Analyze. Commendable as they are, the climate change headlines—the “megaheadlines,” one might say—that are eroded as soon as a few acres catch fire have the downside of obscuring an important element of the fires debate: the economic one dimension . In the short term, preventing and fighting fires is all about big bucks. There would be a way to limit the impact of the fires on the conditions for paying the price.
In the longer term, it is clear that rising temperatures are responsible for the intensification of fires and the emergence of megafires, those blazes that ravage more than 10,000 hectares and are beyond the control of fire departments. You don’t have to be a climatologist to understand that the drier the wood, the easier it is to catch fire.
In the US, too, most of the media has unequivocally pushed climate change to the forefront of responsibility for the last fire in California, the “Oak Fire”, which broke out on July 22 near Yosemite Park. A relatively modest focus (8,000 acres) compared to what has become the norm in the Golden State, but which, after coinciding with an extraordinary heatwave on the East Coast — where major TV stations are located — has been seen as a manifestation of a country in Flames.
95% human causes
Having established the role of climate, it may be worth remembering that fires also have very proximate causes that stem from economic forces. In California for example. According to Cal Fire, the California Fire Department, 95% of fires are man-made. The electronics company PG&E alone has been found guilty of several fires since 2015: the deadliest was the “Camp Fire” of 2018, which reduced the city of Paradise to rubble and the deaths of 85 people to the gigantic “Dixie Fire” of 2021, which devastated 405,000 hectares. Each time, sparks from poorly maintained wires caused the fire to break out (in the case of the “Dixie Fire,” a dead tree fell on a pylon; the inquest found it should have been cleared thirteen years ago).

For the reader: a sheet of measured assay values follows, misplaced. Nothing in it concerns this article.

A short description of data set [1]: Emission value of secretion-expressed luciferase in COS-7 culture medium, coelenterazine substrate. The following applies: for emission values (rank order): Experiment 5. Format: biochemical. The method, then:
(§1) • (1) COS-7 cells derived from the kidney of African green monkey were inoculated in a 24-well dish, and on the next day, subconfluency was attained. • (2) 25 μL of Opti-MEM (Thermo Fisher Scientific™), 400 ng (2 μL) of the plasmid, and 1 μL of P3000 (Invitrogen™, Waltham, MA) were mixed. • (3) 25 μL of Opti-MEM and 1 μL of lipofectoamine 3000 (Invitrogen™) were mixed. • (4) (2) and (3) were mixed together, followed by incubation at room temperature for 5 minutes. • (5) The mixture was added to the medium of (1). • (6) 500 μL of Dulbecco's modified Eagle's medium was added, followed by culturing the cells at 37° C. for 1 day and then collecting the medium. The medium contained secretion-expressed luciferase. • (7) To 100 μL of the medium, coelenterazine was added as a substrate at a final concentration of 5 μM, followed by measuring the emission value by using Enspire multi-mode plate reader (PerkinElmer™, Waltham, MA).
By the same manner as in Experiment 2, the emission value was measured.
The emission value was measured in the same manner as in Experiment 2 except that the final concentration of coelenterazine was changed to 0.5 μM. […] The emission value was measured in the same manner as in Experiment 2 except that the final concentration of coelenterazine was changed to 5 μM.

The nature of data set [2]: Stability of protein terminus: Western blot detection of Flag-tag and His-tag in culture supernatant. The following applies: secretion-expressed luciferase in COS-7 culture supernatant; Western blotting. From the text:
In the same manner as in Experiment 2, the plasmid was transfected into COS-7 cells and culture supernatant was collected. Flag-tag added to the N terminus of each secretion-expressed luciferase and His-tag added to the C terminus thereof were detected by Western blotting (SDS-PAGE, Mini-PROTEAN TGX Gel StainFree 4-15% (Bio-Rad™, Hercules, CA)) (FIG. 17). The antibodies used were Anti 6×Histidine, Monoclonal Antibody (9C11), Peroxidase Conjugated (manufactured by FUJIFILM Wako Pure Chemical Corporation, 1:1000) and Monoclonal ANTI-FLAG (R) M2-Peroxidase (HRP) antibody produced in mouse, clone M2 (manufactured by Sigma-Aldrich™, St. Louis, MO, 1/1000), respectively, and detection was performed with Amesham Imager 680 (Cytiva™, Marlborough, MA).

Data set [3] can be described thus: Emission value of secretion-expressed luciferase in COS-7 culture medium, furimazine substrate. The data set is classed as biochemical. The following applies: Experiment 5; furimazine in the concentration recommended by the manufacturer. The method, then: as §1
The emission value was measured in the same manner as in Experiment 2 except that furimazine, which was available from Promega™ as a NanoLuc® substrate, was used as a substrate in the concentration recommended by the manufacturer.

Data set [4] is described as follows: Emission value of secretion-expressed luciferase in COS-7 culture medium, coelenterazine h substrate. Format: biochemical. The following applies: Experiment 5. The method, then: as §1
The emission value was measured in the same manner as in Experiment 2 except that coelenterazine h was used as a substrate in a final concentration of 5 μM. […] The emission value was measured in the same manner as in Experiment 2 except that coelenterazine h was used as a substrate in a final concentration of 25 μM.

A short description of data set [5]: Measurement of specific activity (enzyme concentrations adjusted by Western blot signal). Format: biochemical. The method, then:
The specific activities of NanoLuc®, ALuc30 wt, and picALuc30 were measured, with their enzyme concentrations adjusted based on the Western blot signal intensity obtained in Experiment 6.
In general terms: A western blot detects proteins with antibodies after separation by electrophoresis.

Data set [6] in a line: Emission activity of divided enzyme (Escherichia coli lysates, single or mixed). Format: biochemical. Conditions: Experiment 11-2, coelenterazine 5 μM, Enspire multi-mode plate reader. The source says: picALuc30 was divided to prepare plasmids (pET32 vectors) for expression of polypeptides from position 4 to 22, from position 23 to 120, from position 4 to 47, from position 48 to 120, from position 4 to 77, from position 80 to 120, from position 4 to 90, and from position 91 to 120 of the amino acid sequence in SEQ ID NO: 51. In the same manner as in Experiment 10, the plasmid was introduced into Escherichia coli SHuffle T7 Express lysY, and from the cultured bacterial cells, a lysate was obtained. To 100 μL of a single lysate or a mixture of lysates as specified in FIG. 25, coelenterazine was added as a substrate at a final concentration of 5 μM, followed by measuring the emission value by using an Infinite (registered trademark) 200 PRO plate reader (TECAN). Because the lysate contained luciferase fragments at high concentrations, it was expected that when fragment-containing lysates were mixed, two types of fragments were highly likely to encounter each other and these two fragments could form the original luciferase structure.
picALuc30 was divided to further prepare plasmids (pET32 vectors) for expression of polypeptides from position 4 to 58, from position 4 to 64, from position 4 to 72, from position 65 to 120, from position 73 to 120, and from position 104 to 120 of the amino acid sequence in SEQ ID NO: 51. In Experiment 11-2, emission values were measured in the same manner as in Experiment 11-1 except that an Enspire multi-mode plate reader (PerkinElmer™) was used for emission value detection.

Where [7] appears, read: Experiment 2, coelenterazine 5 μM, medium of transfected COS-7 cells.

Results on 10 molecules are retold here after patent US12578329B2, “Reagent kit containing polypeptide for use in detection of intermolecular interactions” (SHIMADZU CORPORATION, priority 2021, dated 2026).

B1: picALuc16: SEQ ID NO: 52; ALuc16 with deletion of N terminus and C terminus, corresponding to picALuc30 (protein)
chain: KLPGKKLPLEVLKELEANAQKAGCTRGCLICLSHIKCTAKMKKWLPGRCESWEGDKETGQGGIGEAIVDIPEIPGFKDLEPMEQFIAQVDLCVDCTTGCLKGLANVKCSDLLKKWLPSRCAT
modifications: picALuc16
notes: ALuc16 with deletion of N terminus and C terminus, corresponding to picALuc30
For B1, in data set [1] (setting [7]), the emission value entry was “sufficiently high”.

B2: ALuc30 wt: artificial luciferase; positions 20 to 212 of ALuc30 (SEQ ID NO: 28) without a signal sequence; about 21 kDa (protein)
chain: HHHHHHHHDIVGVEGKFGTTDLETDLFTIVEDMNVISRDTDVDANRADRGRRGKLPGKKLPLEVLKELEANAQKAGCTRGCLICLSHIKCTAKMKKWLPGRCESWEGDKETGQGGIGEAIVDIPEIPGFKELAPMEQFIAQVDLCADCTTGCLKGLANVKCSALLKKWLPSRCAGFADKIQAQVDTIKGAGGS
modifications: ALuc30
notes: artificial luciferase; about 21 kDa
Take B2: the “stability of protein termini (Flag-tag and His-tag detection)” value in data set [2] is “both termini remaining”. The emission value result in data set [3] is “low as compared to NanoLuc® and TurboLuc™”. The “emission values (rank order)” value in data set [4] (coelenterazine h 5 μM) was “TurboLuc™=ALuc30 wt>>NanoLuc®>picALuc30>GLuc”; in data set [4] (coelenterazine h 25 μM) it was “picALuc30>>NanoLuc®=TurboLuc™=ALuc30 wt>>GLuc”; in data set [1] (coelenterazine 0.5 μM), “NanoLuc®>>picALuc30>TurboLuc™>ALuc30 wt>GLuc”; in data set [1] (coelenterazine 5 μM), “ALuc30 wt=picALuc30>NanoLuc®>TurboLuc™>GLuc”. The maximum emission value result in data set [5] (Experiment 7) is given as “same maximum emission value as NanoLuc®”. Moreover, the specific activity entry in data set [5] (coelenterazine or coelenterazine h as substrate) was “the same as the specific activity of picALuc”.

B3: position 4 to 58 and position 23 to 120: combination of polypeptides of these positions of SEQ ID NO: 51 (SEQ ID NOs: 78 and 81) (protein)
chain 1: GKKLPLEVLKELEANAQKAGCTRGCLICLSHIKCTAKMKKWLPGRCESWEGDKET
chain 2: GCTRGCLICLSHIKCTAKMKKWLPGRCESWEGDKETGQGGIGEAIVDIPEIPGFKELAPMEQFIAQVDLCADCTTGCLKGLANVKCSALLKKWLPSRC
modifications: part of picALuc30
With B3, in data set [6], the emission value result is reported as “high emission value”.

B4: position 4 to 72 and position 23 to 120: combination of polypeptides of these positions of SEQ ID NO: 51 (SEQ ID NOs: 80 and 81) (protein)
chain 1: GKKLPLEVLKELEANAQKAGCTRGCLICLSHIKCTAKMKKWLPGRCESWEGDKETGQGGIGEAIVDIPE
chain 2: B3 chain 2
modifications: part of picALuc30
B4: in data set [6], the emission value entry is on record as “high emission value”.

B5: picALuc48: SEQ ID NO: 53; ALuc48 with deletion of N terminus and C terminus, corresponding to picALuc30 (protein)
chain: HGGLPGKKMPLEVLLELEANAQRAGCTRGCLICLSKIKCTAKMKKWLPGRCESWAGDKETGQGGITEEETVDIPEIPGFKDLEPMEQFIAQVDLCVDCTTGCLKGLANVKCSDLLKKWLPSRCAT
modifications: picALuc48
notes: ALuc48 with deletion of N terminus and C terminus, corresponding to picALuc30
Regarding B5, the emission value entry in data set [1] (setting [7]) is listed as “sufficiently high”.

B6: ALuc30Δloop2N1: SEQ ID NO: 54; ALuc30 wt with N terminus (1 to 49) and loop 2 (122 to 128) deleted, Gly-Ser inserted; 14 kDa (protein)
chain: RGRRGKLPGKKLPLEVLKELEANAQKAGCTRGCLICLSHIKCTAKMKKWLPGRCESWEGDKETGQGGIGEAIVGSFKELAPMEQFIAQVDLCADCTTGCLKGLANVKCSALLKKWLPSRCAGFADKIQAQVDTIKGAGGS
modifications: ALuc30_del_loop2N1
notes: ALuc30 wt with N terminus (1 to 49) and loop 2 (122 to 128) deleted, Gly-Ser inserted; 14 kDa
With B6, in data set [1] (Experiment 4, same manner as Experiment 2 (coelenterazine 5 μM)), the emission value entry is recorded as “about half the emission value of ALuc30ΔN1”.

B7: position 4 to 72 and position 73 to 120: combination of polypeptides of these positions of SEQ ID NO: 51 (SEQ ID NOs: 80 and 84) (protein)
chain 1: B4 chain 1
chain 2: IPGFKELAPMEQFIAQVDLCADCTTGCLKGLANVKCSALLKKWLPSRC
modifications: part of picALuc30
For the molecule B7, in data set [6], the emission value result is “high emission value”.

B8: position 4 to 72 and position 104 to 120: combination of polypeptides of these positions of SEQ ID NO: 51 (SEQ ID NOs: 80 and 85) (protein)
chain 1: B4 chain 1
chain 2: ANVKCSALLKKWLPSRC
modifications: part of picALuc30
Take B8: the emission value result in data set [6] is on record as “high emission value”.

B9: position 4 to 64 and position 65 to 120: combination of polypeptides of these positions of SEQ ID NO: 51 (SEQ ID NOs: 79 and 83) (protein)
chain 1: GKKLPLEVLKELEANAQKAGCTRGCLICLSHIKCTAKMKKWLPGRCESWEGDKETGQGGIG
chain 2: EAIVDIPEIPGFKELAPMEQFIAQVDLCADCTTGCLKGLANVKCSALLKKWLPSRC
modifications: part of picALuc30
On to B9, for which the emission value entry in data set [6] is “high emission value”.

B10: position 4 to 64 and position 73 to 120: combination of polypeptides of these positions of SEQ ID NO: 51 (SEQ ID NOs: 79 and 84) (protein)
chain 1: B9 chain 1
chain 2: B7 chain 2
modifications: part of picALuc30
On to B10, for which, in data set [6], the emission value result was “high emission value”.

The judiciary sentenced PG&E to eviction several times. The company is reluctant to salvage its profit margin. Why aren’t the lines buried like in Europe? It would have cost the capitalists of the electrification age too much…
Also read (in 2019): Article reserved for our subscribers In California the electrician PG&E or the “law of jungle capitalism”
PG&E started burying a few lines. For the last two years, the company has also adopted an unstoppable strategy that costs nothing: it cuts off electricity to subscribers when the wind is too strong. However, that didn’t stop it from charging consumers a “climate change” surcharge in 2021 to fund the compensation it had to pay to victims of the fires it caused. The climate is good…
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